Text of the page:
Are We Being Cheated Out of Ebook Cover Art?

By James Wallace Harris, Tuesday, September 27, 2016

I’ve always loved dust jacket art on science fiction hardbacks. I also love cover art on science fiction paperbacks, and cover art on science fiction magazines. But what the hell is happening with covers for ebooks? I can understand when self-published authors create their own covers and they look awful. But why are we seeing covers like this:


These new ebook editions have no copyright page or publisher listed inside. At Amazon, under publisher, they give: Robert A. Heinlein. As cheapo ebook covers these aren’t terrible – but they aren’t appealing either. I guess they decided that no art is better than bad art, and I’m thankful for that.

I assume publishers spent money on cover art when the covers often sold books. And I guess, since ebooks aren’t displayed in bookstores, publishers feel little need to sell books by their covers anymore.

If you look at the cover art from 2016 – here’s a selection at the old SF Signal site, and look at a selection of cover art from the 1960s and 1970s at Science Fiction and Other Suspect Ruminations, you’ll notice, at least in my mind, that cover art is less creative.

For fun, I thought I’d give a brief history of these two covers. Tunnel in the Sky has never had any great covers, but some of them were not bad. The Door into Summer has one great SF cover, and a couple interesting ones. Clicking on the covers should bring up larger images.

First off, their original hardback covers from the 1950s:


Now their early paperback covers:


A couple foreign editions:


Later 20th century paperback editions:


Some 21st century versions:


And for some extra fun, here’s what The Door Into Summer looked like when it appeared  in F&SF.


These aren’t masterpieces of cover art, but they are a lot more appealing than the current covers. Can you understand why I feel cheated?

I still miss the cover art from 12” LP covers. The art on CD cases were never the same. Is migrating to digital media destroying the wonderful world of cover illustrations?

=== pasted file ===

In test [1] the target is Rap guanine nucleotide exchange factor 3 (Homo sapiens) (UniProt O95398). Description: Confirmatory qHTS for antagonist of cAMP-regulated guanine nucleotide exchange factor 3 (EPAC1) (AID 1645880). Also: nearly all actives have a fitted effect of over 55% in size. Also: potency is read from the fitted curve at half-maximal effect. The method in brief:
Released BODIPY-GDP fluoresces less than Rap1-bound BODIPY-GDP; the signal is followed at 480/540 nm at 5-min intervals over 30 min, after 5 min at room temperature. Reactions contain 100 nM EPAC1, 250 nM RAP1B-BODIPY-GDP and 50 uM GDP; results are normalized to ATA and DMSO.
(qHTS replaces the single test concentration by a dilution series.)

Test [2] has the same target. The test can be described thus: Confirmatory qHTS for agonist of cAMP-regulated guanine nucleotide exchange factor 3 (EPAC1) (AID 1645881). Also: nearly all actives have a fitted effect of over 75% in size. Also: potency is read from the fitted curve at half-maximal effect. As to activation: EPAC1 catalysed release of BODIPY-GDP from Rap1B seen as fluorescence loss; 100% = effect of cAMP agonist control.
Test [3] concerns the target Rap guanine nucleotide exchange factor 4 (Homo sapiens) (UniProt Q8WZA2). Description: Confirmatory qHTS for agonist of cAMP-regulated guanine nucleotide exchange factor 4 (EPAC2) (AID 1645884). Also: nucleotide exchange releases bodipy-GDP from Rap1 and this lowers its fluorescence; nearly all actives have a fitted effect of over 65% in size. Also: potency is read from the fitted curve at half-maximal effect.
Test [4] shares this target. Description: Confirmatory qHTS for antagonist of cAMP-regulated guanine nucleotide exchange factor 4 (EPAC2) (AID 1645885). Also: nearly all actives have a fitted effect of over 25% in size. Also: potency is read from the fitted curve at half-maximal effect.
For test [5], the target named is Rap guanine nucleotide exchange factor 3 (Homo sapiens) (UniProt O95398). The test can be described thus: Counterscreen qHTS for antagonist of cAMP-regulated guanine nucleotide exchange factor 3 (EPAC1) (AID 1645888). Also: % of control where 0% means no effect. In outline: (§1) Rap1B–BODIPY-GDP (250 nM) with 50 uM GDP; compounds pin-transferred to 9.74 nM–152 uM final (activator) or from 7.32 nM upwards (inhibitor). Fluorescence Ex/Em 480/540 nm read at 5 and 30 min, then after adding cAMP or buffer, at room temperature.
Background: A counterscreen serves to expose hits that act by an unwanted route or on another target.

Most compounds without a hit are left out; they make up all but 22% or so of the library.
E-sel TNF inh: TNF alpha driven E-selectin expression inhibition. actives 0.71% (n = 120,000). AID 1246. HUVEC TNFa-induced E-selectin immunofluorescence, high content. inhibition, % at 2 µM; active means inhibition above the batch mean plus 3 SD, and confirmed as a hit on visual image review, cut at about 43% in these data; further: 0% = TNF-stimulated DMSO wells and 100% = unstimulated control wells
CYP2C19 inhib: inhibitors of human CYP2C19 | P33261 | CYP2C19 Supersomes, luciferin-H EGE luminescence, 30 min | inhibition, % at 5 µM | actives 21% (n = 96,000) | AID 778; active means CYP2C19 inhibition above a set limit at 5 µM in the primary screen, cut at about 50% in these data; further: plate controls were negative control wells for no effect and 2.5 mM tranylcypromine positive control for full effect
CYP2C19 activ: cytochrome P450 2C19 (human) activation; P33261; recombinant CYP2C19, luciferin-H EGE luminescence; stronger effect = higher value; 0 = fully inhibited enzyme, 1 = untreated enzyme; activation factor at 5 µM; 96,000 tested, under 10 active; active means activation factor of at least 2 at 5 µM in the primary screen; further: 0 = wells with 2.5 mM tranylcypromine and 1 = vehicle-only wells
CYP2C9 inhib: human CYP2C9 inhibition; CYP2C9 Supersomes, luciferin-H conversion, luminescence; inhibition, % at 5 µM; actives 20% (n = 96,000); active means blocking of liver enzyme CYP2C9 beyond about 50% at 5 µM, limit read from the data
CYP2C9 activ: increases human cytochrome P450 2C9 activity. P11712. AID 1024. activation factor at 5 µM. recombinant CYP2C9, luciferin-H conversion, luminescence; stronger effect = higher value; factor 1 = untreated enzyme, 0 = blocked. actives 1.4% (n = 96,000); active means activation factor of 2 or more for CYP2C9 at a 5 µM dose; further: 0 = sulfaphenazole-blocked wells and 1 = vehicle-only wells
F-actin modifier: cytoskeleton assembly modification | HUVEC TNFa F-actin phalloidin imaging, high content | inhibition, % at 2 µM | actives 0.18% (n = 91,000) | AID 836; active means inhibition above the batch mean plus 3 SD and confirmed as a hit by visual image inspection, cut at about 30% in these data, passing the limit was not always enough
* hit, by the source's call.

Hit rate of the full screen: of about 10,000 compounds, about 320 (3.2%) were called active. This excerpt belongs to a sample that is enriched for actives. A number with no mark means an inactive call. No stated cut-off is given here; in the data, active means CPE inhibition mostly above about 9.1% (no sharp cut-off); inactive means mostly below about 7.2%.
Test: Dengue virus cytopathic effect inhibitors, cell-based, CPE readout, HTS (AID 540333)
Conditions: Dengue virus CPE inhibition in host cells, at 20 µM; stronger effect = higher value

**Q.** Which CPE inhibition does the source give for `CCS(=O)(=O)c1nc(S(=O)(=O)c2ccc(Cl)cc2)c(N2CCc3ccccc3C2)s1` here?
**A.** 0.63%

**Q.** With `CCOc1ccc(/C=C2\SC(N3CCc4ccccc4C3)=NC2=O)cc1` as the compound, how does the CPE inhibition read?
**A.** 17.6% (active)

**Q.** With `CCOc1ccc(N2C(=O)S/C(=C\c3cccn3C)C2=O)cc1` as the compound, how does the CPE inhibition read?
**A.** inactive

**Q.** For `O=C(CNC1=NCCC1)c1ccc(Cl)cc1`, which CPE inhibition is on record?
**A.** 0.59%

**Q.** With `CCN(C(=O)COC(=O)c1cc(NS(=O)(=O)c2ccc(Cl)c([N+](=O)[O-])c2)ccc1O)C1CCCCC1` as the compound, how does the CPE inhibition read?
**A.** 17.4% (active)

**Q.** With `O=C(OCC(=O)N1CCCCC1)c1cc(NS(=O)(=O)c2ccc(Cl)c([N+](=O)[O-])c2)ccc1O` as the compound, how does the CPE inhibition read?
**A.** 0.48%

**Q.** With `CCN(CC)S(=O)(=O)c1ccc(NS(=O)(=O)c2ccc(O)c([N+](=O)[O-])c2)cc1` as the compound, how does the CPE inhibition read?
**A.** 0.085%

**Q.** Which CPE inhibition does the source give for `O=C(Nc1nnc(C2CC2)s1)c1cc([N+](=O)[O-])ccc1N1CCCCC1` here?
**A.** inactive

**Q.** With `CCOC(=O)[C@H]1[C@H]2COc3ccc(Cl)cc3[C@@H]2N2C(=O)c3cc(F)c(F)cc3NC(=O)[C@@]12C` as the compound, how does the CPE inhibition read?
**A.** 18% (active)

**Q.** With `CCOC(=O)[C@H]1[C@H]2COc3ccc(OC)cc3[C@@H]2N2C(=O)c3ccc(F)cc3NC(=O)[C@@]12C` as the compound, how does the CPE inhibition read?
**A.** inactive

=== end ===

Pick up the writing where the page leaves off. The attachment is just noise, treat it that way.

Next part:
2015 Year in Reading

By James Wallace Harris, December 31, 2015

Novel of the Year

The Signature of All Things - Elizabeth Gilbert

For most of my life, my all-time favorite novel has been Have Space Suit-Will Travel by Robert A. Heinlein. It’s now The Signature of All Things by Elizabeth Gilbert. I guess I’m finally moving past my childhood. The Heinlein novel, which I first read in 1964, gave me a future to think about, but for the past several years, I’ve been looking backwards, especially into the 19th century, and The Signature of All Things captures, at least for the moment, where I’m at philosophically.

Runners Up (no order):

  • Station Eleven by Emily St. John Mandel
  • The Evolution of Bruno Littlemore by Benjamin Hale
  • To Kill A Mockingbird by Harper Lee
  • Go Set A Watchman by Harper Lee
  • Bleak House by Charles Dickens
  • The Broken Bubble by Philip K. Dick
  • The Man in the High Castle by Philip K. Dick

This was a very good year for fiction. I read many more great novels, but these are the ones that shook me up. If you look at the full list of books below that I read in 2015, you’ll see some astounding novels I’m leaving off. This was an excellent year for new science fiction (Aurora, Seveneves, The Water Knife), but I can’t bring myself to consider them in the runner up category.

Nonfiction Book of the Year